El International de México

Biotech Scientist In Middle East Yacht Mystery
Renowned professor declared missing as her yacht is discovered by Arab fishermen off Qatar coast
DOHA, QATAR: The body of Cambridge Professor and biotech entrepreneur Melissa DiCanio was discovered earlier today by fishermen in a yacht off the coast of Doha, Qatar. The boat was abandoned and had floated into the Persian Gulf. DiCanio had been missing since early March. The cause of death has not been released. CCTV footage from Doha Harbour has helped police to make an arrest. Three men were photographed at the site. Yet only one name has been released - Simon Madison who is wanted by the FBI and CIA as a suspected terrorist. Authorities intend to bring Madison to the United States of America. It is believed he will be charged with a number of offences. Doha police were unable to comment as to the possible motive for the murder. A spokesman for the FBI said “We’ve been close to arresting Simon Madison before. This time he won’t get away.” DiCanio was born in Houston, Texas. She began her career at Baylor College of Medicine before moving in 1997 to Oxford University as a Visiting Professor at Aquinas College. In 1999 she co-founded the pharmaceutical company Chaldexx BioPharmaceuticals, a privately-held company which developed and markets the drug Tripoxan, with annual sales of US$50m. In 2005 DiCanio was awarded the Chaldexx Chair of Molecular Genetic Neuroscience at Cambridge University. DiCanio divided her time between her University research group and her post as Chief Scientific Officer at Chaldexx BioPharmaceuticals. Colleagues at Chaldexx BioPharmaceuticals headquarters in Interlaken, Switzerland expressed shock, anguish and regret. CEO Michael Carter commented: "It is a tremendous blow. Melissa was part of a family here at Chaldexx. We were lucky to have had the benefit of her dedicated guidance. Our work will continue in her memory, forever dedicated to her vision and insight.” Friday, 27, 2009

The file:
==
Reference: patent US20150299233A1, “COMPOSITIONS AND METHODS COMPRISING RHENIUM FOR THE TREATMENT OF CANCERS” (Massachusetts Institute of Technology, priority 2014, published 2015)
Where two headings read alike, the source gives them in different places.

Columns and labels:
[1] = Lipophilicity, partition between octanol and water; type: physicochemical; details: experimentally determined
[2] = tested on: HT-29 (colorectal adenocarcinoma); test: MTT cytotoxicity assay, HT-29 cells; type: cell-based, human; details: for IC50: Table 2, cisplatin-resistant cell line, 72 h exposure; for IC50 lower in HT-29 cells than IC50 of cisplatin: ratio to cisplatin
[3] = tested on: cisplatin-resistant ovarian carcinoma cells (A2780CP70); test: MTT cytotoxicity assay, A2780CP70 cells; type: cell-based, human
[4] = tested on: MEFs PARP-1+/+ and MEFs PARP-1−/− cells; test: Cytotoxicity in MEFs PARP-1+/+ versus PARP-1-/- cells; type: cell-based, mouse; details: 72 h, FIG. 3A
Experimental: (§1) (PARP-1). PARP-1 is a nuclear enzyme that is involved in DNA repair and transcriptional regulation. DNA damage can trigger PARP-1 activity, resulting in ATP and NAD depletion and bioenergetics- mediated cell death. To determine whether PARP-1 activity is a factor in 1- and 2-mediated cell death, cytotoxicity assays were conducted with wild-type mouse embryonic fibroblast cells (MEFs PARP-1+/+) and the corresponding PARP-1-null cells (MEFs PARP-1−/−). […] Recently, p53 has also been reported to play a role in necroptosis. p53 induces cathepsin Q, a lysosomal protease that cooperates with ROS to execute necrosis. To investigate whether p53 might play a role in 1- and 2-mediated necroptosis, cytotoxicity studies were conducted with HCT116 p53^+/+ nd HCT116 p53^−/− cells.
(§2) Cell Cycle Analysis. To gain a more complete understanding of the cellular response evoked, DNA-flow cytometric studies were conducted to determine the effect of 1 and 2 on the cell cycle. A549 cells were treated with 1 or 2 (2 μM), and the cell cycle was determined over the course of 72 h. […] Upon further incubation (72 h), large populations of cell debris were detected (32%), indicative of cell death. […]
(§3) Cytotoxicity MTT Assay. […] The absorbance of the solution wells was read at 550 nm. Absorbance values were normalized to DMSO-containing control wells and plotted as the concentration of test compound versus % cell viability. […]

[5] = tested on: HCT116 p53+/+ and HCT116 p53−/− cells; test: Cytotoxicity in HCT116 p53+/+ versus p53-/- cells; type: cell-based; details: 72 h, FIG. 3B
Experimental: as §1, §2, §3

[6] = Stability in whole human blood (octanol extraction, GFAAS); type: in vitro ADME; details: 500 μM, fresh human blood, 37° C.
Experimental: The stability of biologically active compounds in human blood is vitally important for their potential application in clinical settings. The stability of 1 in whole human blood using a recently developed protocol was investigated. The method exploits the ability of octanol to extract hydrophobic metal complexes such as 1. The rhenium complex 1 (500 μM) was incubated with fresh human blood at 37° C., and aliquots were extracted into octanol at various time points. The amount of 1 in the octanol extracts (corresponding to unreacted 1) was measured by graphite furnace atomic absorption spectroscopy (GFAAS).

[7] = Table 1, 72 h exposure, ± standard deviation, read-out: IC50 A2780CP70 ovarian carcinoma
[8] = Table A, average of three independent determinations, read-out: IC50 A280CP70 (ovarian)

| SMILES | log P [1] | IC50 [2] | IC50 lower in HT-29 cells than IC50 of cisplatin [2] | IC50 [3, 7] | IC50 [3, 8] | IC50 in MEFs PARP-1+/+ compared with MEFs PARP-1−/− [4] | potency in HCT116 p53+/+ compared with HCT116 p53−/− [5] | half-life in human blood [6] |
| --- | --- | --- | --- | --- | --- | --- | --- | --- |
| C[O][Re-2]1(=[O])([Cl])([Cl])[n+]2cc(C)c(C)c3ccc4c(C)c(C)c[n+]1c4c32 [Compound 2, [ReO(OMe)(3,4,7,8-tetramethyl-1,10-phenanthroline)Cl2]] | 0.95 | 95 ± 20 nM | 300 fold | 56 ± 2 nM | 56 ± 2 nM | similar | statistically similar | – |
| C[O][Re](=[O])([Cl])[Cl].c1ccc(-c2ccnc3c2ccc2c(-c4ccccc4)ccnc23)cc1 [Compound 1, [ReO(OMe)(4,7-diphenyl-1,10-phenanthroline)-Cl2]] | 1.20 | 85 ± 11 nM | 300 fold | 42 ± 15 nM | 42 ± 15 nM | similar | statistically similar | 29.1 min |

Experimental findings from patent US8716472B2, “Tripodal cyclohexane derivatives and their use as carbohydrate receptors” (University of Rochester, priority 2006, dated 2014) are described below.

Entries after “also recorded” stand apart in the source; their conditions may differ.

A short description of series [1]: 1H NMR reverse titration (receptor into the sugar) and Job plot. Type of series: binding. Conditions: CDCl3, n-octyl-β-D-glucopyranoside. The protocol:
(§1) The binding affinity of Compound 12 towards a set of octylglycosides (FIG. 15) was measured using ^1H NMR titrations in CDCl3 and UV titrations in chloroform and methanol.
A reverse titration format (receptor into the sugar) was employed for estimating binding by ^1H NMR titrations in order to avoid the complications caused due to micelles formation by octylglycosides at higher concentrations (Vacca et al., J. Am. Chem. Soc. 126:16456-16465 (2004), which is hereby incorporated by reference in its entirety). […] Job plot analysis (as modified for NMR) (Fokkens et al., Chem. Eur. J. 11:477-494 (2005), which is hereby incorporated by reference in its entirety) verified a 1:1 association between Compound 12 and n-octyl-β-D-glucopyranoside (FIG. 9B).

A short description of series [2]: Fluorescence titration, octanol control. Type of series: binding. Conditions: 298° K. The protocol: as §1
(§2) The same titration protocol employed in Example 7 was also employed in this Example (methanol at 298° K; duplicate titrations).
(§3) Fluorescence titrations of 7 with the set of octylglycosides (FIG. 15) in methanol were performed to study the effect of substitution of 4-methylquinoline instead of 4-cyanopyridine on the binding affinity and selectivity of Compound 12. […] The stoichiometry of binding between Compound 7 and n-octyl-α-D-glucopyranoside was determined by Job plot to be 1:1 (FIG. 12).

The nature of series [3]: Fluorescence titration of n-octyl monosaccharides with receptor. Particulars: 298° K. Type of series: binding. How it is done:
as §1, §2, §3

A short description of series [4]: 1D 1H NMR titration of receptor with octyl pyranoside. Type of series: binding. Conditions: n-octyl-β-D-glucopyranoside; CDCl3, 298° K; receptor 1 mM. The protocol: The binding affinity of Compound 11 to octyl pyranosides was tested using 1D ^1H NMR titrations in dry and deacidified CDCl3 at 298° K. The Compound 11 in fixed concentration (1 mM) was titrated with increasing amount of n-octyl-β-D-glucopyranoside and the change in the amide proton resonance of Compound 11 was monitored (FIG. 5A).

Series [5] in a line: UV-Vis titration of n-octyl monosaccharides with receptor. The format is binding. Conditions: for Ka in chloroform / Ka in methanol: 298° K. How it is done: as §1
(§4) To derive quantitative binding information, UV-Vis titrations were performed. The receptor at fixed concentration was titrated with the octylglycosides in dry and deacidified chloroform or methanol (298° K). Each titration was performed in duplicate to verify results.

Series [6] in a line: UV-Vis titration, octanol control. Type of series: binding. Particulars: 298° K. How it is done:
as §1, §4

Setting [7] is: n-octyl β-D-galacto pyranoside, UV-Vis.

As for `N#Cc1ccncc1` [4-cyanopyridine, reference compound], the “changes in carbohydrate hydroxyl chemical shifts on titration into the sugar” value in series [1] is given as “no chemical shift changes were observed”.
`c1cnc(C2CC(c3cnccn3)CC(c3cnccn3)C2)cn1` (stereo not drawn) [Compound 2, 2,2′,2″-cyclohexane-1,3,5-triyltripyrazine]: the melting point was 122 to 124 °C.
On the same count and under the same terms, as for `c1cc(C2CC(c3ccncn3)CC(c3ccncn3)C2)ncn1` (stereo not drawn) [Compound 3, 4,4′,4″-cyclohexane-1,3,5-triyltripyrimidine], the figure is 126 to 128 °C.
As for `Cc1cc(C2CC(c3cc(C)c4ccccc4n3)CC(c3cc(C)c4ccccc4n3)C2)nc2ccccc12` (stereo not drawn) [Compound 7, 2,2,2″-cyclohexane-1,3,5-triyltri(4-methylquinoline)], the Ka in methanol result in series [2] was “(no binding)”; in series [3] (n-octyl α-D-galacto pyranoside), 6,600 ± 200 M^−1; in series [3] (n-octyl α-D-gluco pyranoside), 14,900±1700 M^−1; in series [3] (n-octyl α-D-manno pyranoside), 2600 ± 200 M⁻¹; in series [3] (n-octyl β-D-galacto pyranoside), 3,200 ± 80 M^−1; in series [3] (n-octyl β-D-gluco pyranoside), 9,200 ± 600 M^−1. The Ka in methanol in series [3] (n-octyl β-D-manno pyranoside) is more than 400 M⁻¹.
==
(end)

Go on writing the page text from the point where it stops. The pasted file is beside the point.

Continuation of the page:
Dr. Marcus Anthony, Master of Aquinas College, Oxford said; “Melissa was a brilliant scientist, a true innovator. It was an honour to know her during her time at Aquinas College. She will be sorely missed.”